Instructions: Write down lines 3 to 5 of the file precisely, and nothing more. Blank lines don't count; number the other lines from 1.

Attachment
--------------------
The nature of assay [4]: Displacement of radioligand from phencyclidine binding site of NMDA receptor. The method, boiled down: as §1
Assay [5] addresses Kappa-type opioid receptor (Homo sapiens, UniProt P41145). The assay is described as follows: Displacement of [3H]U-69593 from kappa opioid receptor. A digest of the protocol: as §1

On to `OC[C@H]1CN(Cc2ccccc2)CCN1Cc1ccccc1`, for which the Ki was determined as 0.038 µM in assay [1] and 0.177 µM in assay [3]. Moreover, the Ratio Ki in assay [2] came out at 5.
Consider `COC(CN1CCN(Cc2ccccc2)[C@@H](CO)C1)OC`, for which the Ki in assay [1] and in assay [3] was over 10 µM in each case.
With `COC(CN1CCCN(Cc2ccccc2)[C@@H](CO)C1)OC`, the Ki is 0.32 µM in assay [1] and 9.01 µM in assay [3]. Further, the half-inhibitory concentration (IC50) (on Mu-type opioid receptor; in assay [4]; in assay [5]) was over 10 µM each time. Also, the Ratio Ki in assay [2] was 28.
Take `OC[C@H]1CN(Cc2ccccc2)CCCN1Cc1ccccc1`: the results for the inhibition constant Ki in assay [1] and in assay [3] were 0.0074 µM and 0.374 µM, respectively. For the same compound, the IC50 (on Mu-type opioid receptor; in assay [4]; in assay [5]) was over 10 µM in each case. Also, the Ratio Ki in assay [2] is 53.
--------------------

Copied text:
On to `OC[C@H]1CN(Cc2ccccc2)CCN1Cc1ccccc1`, for which the Ki was determined as 0.038 µM in assay [1] and 0.177 µM in assay [3]. Moreover, the Ratio Ki in assay [2] came out at 5.
Consider `COC(CN1CCN(Cc2ccccc2)[C@@H](CO)C1)OC`, for which the Ki in assay [1] and in assay [3] was over 10 µM in each case.
With `COC(CN1CCCN(Cc2ccccc2)[C@@H](CO)C1)OC`, the Ki is 0.32 µM in assay [1] and 9.01 µM in assay [3]. Further, the half-inhibitory concentration (IC50) (on Mu-type opioid receptor; in assay [4]; in assay [5]) was over 10 µM each time. Also, the Ratio Ki in assay [2] was 28.